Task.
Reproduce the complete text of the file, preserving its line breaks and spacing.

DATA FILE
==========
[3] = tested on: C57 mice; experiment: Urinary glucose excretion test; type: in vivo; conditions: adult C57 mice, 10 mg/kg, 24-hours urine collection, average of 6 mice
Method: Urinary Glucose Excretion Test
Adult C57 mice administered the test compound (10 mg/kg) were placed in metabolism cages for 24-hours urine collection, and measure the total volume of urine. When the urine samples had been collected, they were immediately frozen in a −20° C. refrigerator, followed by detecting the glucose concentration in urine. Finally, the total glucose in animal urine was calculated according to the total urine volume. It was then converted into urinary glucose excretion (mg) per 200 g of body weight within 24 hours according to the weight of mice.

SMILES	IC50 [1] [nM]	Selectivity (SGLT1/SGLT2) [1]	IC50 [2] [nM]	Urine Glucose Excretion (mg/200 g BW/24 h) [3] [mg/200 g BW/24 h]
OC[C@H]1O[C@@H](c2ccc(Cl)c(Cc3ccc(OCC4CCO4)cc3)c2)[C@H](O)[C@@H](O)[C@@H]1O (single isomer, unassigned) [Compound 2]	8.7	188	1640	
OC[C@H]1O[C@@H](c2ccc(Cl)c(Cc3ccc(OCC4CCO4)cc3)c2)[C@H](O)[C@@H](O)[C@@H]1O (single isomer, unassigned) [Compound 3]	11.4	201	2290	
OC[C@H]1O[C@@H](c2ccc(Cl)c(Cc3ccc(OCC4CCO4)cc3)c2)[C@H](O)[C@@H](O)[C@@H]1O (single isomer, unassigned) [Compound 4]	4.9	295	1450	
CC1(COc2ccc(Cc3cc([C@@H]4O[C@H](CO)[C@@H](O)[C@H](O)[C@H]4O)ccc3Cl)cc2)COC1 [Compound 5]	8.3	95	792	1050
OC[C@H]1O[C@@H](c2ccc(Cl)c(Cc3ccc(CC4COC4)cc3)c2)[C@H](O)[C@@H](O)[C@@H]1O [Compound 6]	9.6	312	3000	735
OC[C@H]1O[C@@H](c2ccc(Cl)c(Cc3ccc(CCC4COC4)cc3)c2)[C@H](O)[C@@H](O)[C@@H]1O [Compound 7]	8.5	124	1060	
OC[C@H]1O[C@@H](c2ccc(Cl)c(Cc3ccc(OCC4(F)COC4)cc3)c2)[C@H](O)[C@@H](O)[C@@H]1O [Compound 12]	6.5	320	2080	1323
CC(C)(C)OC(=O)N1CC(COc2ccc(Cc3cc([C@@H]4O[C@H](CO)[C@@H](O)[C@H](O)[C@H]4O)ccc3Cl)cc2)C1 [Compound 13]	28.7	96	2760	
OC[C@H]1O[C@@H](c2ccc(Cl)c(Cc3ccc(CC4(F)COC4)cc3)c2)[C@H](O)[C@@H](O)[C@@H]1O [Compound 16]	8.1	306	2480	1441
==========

[3] = tested on: C57 mice; experiment: Urinary glucose excretion test; type: in vivo; conditions: adult C57 mice, 10 mg/kg, 24-hours urine collection, average of 6 mice
Method: Urinary Glucose Excretion Test
Adult C57 mice administered the test compound (10 mg/kg) were placed in metabolism cages for 24-hours urine collection, and measure the total volume of urine. When the urine samples had been collected, they were immediately frozen in a −20° C. refrigerator, followed by detecting the glucose concentration in urine. Finally, the total glucose in animal urine was calculated according to the total urine volume. It was then converted into urinary glucose excretion (mg) per 200 g of body weight within 24 hours according to the weight of mice.

SMILES	IC50 [1] [nM]	Selectivity (SGLT1/SGLT2) [1]	IC50 [2] [nM]	Urine Glucose Excretion (mg/200 g BW/24 h) [3] [mg/200 g BW/24 h]
OC[C@H]1O[C@@H](c2ccc(Cl)c(Cc3ccc(OCC4CCO4)cc3)c2)[C@H](O)[C@@H](O)[C@@H]1O (single isomer, unassigned) [Compound 2]	8.7	188	1640	
OC[C@H]1O[C@@H](c2ccc(Cl)c(Cc3ccc(OCC4CCO4)cc3)c2)[C@H](O)[C@@H](O)[C@@H]1O (single isomer, unassigned) [Compound 3]	11.4	201	2290	
OC[C@H]1O[C@@H](c2ccc(Cl)c(Cc3ccc(OCC4CCO4)cc3)c2)[C@H](O)[C@@H](O)[C@@H]1O (single isomer, unassigned) [Compound 4]	4.9	295	1450	
CC1(COc2ccc(Cc3cc([C@@H]4O[C@H](CO)[C@@H](O)[C@H](O)[C@H]4O)ccc3Cl)cc2)COC1 [Compound 5]	8.3	95	792	1050
OC[C@H]1O[C@@H](c2ccc(Cl)c(Cc3ccc(CC4COC4)cc3)c2)[C@H](O)[C@@H](O)[C@@H]1O [Compound 6]	9.6	312	3000	735
OC[C@H]1O[C@@H](c2ccc(Cl)c(Cc3ccc(CCC4COC4)cc3)c2)[C@H](O)[C@@H](O)[C@@H]1O [Compound 7]	8.5	124	1060	
OC[C@H]1O[C@@H](c2ccc(Cl)c(Cc3ccc(OCC4(F)COC4)cc3)c2)[C@H](O)[C@@H](O)[C@@H]1O [Compound 12]	6.5	320	2080	1323
CC(C)(C)OC(=O)N1CC(COc2ccc(Cc3cc([C@@H]4O[C@H](CO)[C@@H](O)[C@H](O)[C@H]4O)ccc3Cl)cc2)C1 [Compound 13]	28.7	96	2760	
OC[C@H]1O[C@@H](c2ccc(Cl)c(Cc3ccc(CC4(F)COC4)cc3)c2)[C@H](O)[C@@H](O)[C@@H]1O [Compound 16]	8.1	306	2480	1441